FOOTBALL | Bears have QB woes

Last week, Yale built a 24-point halftime lead against struggling Columbia. Then the Elis stopped moving the ball. They committed four turnovers and eked out a three-point victory, just enough to stay in a three-way tie for second place in the Ivy League.

This week, the Bulldogs (5–2, 3–1 Ivy) face Brown, one of the teams with which they are tied in a fight to stay alive in the Ivy League Championship race. They travel to Providence Saturday to face the Bears, (4–3, 3–1) a team that ranks one spot above Columbia in both offense and defense.

Head coach Tom Williams is unapologetic about his team’s struggles last week.

“You don’t get any points for style,” he said.

Despite the Bears’ position near the top of the Ivy League, their offense is reeling. Five weeks ago, first team All-Ivy quarterback Kyle Newhall-Caballero broke his wrist, knocking him out of the lineup for the rest of the season. The Bears have not been the same team since. With the Ivy League’s top passer behind center, Brown started the season 2–0, including a 29–14 win against Harvard. Since Newhall-Caballero went down, they are 2–3, with one of those wins against last-place Princeton.

Brown received more bad news last week, when backup quarterback Joe Springer was injured late in the second quarter of Brown’s 24–7 loss to Penn (6–1, 4–0). His availability this week will be a game-day decision.

If Springer cannot return to the lineup, the Bears will start sophomore Patrick Donnelly, who completed 20 of 36 passes for 194 yards coming off the bench against Penn. Donnelly also earned a team-high 68 yards on the ground.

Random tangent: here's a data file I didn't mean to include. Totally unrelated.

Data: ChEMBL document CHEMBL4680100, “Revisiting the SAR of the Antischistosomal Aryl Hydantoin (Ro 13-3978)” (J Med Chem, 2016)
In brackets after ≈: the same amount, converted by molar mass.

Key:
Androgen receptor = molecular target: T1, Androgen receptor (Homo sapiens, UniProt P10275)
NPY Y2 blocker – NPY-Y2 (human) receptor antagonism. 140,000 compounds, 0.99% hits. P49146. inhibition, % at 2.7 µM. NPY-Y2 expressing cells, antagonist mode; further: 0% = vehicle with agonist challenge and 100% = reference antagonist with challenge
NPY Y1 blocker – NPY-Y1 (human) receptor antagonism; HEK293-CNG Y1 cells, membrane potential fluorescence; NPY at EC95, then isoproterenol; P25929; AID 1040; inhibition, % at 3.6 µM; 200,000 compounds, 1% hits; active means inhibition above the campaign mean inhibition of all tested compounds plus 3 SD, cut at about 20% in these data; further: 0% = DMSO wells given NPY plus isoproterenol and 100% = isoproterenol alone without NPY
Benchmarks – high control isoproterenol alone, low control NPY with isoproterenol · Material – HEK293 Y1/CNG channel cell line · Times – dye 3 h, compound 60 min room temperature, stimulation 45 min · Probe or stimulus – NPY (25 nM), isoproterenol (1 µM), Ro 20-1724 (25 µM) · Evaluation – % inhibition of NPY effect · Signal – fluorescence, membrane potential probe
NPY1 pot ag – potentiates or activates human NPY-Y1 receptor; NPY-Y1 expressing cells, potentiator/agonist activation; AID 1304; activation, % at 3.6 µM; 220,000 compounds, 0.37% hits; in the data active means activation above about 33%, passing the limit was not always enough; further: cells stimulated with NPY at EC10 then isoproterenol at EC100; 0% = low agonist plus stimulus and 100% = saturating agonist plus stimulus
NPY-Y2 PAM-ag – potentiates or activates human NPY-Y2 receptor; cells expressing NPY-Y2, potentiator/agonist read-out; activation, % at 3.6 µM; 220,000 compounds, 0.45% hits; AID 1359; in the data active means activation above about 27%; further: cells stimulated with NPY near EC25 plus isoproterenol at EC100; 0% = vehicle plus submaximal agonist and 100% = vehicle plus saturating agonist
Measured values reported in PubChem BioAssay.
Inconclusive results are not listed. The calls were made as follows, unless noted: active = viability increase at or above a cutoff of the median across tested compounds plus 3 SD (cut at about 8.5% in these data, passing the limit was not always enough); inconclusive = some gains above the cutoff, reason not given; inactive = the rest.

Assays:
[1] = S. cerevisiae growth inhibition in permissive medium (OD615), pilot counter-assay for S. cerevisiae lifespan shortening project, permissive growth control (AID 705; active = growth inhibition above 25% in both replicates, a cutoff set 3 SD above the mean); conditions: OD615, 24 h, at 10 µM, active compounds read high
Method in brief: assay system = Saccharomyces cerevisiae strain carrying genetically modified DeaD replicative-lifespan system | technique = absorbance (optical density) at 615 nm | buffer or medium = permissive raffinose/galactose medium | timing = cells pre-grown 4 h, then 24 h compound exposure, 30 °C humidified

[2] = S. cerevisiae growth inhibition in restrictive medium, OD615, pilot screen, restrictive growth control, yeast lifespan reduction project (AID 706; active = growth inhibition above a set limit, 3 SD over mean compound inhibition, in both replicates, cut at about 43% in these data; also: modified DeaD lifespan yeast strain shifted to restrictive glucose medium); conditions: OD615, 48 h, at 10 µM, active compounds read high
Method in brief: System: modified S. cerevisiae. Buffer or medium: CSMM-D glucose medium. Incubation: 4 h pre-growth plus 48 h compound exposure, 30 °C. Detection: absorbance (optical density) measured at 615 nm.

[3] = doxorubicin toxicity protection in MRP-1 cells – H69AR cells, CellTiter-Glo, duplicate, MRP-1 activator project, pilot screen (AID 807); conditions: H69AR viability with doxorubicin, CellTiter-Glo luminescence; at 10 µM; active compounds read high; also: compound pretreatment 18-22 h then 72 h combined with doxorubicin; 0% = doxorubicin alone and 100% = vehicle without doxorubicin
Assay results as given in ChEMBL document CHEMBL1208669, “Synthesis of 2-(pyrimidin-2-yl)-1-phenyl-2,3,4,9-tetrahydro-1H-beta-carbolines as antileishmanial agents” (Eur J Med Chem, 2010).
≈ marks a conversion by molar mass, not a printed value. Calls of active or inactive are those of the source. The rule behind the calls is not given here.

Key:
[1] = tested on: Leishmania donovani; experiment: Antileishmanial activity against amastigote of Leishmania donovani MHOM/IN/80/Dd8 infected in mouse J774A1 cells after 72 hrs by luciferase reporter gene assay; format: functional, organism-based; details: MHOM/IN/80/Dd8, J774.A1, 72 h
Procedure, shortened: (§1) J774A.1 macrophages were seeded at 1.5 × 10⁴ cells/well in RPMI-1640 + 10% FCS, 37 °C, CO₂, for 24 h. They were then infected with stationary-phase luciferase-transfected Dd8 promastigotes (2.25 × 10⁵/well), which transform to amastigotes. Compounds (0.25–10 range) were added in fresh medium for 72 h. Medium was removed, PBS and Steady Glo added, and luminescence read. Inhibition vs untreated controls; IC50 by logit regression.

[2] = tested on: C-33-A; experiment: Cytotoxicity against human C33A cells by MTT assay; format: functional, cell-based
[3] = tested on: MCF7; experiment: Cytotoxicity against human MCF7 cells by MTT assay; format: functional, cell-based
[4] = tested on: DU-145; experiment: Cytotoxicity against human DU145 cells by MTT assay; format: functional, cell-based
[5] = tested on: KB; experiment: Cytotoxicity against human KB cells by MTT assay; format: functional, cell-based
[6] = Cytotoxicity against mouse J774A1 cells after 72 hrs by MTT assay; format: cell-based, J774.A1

“The mobile quarterback is sweeping the nation,” safety Adam Money ’11, who had two fumble recoveries against Columbia, said. “But we’ve played a couple of them recently and done a good job defending.”

Despite Donnelly’s strong performance, Brown could not manage a point on offense against Penn’s strong line.

Even if Donnelly does not get the start, he may give Yale’s special teams unit — which has improved in the past few games after a rocky start to the season — headaches. The young quarterback doubles as a punter, turning any Brown punting situation into a possible fake. Williams has regularly been sending safety Money back to receive punts as a precaution against fakes. Williams is likely to be even more on his guard with Donnelly lining up to kick.

Despite the absence of its top two quarterbacks and struggles against Penn, Brown can threaten on offense.

“They’re dangerous and they know their system,” Wiliams said. “The meat and potatoes are the same.”

The Yale secondary will have its hands full guarding wide receiver Alexander Tounkara, who ranks second in the Ivy League in both receptions and receiving yards per game.

When Brown tries to run the ball, Yale captain Tom McCarthy ’11 and the rest of the Bulldogs’ defensive line will try to stop Brown tailback Mark Kachmer, who is looking to bounce back from his -2 yards on three carries against Penn. Kachmer has been unexceptional taking handoffs this season. He has five touchdowns but has averaged only 57.3 yards per game.